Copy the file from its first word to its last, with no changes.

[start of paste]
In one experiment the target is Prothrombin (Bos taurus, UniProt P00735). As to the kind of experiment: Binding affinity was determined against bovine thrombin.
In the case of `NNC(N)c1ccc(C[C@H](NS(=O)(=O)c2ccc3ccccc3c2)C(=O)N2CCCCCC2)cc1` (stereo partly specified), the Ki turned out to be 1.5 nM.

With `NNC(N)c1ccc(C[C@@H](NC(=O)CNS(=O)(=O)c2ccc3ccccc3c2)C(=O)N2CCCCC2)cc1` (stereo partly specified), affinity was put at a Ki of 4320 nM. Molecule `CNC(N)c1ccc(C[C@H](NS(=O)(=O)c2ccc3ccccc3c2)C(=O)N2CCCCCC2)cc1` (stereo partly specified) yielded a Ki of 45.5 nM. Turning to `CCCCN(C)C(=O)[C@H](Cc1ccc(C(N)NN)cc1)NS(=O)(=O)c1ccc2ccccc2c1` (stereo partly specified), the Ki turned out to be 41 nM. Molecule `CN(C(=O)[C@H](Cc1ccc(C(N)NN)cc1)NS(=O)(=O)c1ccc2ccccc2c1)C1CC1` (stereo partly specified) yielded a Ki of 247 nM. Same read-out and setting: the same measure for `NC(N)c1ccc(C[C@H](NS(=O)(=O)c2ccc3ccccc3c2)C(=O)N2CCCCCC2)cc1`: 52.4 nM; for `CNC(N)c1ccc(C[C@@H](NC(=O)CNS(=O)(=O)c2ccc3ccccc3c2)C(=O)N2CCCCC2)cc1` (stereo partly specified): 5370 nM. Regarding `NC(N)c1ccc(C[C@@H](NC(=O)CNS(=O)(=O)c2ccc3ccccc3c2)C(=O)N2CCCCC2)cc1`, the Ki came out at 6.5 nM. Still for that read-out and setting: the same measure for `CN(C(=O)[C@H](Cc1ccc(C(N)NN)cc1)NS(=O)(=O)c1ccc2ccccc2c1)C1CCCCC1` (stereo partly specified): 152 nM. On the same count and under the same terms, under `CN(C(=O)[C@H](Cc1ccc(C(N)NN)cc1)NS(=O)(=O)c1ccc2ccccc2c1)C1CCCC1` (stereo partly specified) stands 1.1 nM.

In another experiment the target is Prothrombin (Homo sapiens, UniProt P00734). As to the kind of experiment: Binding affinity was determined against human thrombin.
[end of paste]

In one experiment the target is Prothrombin (Bos taurus, UniProt P00735). As to the kind of experiment: Binding affinity was determined against bovine thrombin.
In the case of `NNC(N)c1ccc(C[C@H](NS(=O)(=O)c2ccc3ccccc3c2)C(=O)N2CCCCCC2)cc1` (stereo partly specified), the Ki turned out to be 1.5 nM.

With `NNC(N)c1ccc(C[C@@H](NC(=O)CNS(=O)(=O)c2ccc3ccccc3c2)C(=O)N2CCCCC2)cc1` (stereo partly specified), affinity was put at a Ki of 4320 nM. Molecule `CNC(N)c1ccc(C[C@H](NS(=O)(=O)c2ccc3ccccc3c2)C(=O)N2CCCCCC2)cc1` (stereo partly specified) yielded a Ki of 45.5 nM. Turning to `CCCCN(C)C(=O)[C@H](Cc1ccc(C(N)NN)cc1)NS(=O)(=O)c1ccc2ccccc2c1` (stereo partly specified), the Ki turned out to be 41 nM. Molecule `CN(C(=O)[C@H](Cc1ccc(C(N)NN)cc1)NS(=O)(=O)c1ccc2ccccc2c1)C1CC1` (stereo partly specified) yielded a Ki of 247 nM. Same read-out and setting: the same measure for `NC(N)c1ccc(C[C@H](NS(=O)(=O)c2ccc3ccccc3c2)C(=O)N2CCCCCC2)cc1`: 52.4 nM; for `CNC(N)c1ccc(C[C@@H](NC(=O)CNS(=O)(=O)c2ccc3ccccc3c2)C(=O)N2CCCCC2)cc1` (stereo partly specified): 5370 nM. Regarding `NC(N)c1ccc(C[C@@H](NC(=O)CNS(=O)(=O)c2ccc3ccccc3c2)C(=O)N2CCCCC2)cc1`, the Ki came out at 6.5 nM. Still for that read-out and setting: the same measure for `CN(C(=O)[C@H](Cc1ccc(C(N)NN)cc1)NS(=O)(=O)c1ccc2ccccc2c1)C1CCCCC1` (stereo partly specified): 152 nM. On the same count and under the same terms, under `CN(C(=O)[C@H](Cc1ccc(C(N)NN)cc1)NS(=O)(=O)c1ccc2ccccc2c1)C1CCCC1` (stereo partly specified) stands 1.1 nM.

In another experiment the target is Prothrombin (Homo sapiens, UniProt P00734). As to the kind of experiment: Binding affinity was determined against human thrombin.